OF HINSDALE, BERKSHIRE COUNTY, MASSACHUSETTS
P.O. Box 336 - 95 Maple Street
(413) 655-2245 - FAX (413) 655-8807
Open - Monday thru Friday, 9 AM - 2 PM - Except Holidays
(But Not All Departments)
Annual Town Meeting - Third Wednesday in May
Selectmen's Meeting Dates, Time & Place
Every other Wednesday 7:30 PM to close of business
July 4, 1771, the new plantation called Number Two was
established as Partridgefield. Then, on March 12, 1783,
a part of Partridgefield was included in the new town of Middlefield.
On June 21, 1804, a part of Partridgefield was established as
Hinsdale. And finally, on June 19, 1806, the name of Partridgefield
changed to Peru.
is a farming town of varied and beautiful scenery in the eastern
half of the middle section of Berkshire County, 143 miles west
of Boston by the Boston and Albany Railroad, which runs through
the midst of the town from the southeast. The station, post-office
and village are a little north of the centre of the town. Its
boundaries are Dalton and Windsor on the north, Peru on the
east, Washington on the south, and the latter and Dalton on
the west. The assessed area is 13,745 acres; and of this 3,606
acres are forest, consisting of maple, beech, birch, spruce
The town is elevated, generally level, with hills about its
borders, from which gather the brooks, forming near the centre
a large stream that furnishes motive power sufficient for several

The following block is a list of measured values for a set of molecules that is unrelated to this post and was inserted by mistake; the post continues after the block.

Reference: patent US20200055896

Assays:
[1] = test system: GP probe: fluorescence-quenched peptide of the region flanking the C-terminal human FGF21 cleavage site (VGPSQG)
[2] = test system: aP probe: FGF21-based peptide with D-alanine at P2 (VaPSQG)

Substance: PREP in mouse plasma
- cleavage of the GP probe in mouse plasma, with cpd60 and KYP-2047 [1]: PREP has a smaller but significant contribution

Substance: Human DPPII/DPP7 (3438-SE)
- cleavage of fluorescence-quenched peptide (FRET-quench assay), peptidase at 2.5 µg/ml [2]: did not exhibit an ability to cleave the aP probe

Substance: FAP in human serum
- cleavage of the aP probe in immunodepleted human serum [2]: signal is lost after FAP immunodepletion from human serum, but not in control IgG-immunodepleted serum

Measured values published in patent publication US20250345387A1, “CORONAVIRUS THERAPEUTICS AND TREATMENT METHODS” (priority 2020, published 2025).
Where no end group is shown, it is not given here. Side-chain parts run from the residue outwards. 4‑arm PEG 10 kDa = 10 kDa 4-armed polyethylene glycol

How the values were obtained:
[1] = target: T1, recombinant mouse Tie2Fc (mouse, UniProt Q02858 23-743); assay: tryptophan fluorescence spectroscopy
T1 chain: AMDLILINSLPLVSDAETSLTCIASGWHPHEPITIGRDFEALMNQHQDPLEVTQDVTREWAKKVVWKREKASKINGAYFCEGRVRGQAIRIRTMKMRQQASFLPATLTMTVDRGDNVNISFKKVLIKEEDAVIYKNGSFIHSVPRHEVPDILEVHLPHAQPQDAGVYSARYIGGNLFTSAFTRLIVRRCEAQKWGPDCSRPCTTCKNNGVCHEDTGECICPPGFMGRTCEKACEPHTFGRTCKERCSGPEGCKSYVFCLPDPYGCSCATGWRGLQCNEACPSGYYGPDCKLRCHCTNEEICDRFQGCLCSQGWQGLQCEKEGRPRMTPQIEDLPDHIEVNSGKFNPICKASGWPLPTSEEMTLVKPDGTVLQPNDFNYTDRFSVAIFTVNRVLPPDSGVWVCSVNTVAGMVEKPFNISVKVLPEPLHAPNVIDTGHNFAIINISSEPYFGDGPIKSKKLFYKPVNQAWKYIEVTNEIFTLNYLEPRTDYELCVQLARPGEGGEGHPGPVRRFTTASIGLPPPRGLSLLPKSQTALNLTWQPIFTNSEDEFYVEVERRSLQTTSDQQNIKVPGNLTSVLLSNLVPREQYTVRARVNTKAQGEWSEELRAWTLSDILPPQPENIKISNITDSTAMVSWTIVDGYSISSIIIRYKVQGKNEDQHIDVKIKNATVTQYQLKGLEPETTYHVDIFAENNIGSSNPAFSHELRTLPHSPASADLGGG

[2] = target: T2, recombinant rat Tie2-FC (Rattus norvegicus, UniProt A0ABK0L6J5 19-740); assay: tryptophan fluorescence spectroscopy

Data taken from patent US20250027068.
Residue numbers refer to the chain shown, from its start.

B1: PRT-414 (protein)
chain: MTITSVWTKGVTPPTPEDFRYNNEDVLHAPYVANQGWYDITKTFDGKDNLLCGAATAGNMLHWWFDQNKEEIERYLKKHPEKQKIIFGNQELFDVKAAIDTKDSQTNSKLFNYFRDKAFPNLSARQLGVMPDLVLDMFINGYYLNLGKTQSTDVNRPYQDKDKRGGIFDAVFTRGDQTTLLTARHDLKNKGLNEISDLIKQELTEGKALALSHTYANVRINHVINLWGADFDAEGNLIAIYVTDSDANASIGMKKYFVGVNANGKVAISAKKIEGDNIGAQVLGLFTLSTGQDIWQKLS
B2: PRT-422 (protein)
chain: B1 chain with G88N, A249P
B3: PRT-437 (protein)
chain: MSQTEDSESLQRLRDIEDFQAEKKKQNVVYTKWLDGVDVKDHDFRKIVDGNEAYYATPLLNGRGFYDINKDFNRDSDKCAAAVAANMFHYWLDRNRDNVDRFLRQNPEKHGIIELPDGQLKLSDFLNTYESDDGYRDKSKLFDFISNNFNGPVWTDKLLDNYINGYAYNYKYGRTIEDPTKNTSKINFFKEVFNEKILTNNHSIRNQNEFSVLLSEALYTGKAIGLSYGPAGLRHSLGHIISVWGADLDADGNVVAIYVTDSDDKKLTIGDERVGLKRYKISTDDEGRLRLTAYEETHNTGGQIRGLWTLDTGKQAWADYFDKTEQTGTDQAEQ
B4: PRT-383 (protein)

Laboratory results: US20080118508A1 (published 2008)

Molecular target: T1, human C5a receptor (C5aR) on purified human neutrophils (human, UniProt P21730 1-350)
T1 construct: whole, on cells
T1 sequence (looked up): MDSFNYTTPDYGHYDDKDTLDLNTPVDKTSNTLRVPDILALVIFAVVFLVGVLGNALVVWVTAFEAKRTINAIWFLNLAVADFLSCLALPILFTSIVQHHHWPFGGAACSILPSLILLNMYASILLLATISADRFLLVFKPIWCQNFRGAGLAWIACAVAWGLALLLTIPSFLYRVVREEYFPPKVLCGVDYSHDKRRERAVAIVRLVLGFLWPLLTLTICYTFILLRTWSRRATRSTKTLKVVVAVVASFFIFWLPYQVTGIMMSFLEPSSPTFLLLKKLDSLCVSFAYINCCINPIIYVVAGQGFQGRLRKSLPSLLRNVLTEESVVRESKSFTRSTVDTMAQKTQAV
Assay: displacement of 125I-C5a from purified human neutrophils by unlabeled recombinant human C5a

mills. Near the centre is Ashmun Pond, containing some 400 acres,
fed by two small brooks and a mineral spring at the west of
it. Brown iron ore, and the minerals apatite and zoisite, are
found in the town. The soil is loamy, and quite fertile. Sheep
are not kept to such an extent as formerly, but are still more
numerous than the average. Large quantities of maple sugar are
annually made here.
The aggregate product of the 107 farms in this town in 1885
was valued at $104,737. There were formerly cotton mills here,
but now the chief manufacture is woollen cloths. The principal
mill is constructed of stone. In 1885 it made goods to the value
of $385,369. Boots and shoes, carriages, leather, metallic goods,
lumber, furniture and food preparations are manufactured here
to some extent. The aggregate value of goods made in the last
census year was $456,039. The valuation in 1888 was $712,784;
with a tax rate of $16.40 on $1,000. The number of dwellings
is 270; of inhabitants, 1,656; of legal voters, 314.
The town has a good hall, and a public library building valued
at $16,000, and containing nearly 4,000 volumes. The schools
are graded, and occupy seven buildings valued at about $11,000.
The Congregationalists, the Baptists and the Roman Catholics
each have a church here.
This town was settled as early as 1762; and among its founders
were Francis Miller and brothers, and Joseph Watkins
and his five sons from Hopkinton. In 1771, Nathan Fisk
built the first saw and grist mill here, for which he received
a bounty of 250 acres of land. A church was organized December
17, 1795, and the Rev. Theodore Hinsdale elected pastor.
In 1797, a Baptist church was formed. Partridgefield (now extinct)
formerly included this place, which was separated and incorporated
as a town June 21, 1804. It was named in honor of its first
Hinsdale sent 150 men into the Union armies during the war of
the Rebellion, and 12 of these (its own citizens) lost their
lives in the service.
pp. 373-374 in Nason and Varney's Massachusetts Gazetteer,
to [Berkshire County Home Page]
Copyrighted from 1995 to present for the benefit of the Massachusetts